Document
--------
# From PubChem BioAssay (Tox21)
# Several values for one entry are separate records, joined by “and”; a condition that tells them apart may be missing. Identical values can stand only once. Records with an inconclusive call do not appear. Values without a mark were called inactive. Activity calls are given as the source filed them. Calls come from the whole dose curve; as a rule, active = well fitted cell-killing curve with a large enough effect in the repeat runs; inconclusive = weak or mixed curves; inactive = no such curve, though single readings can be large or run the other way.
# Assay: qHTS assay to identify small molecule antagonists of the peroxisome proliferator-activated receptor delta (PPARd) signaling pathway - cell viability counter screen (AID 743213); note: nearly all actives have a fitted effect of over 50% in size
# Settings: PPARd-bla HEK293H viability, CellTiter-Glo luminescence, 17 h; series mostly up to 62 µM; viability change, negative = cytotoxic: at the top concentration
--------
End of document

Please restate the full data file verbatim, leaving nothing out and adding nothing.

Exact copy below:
# From PubChem BioAssay (Tox21)
# Several values for one entry are separate records, joined by “and”; a condition that tells them apart may be missing. Identical values can stand only once. Records with an inconclusive call do not appear. Values without a mark were called inactive. Activity calls are given as the source filed them. Calls come from the whole dose curve; as a rule, active = well fitted cell-killing curve with a large enough effect in the repeat runs; inconclusive = weak or mixed curves; inactive = no such curve, though single readings can be large or run the other way.
# Assay: qHTS assay to identify small molecule antagonists of the peroxisome proliferator-activated receptor delta (PPARd) signaling pathway - cell viability counter screen (AID 743213); note: nearly all actives have a fitted effect of over 50% in size
# Settings: PPARd-bla HEK293H viability, CellTiter-Glo luminescence, 17 h; series mostly up to 62 µM; viability change, negative = cytotoxic: at the top concentration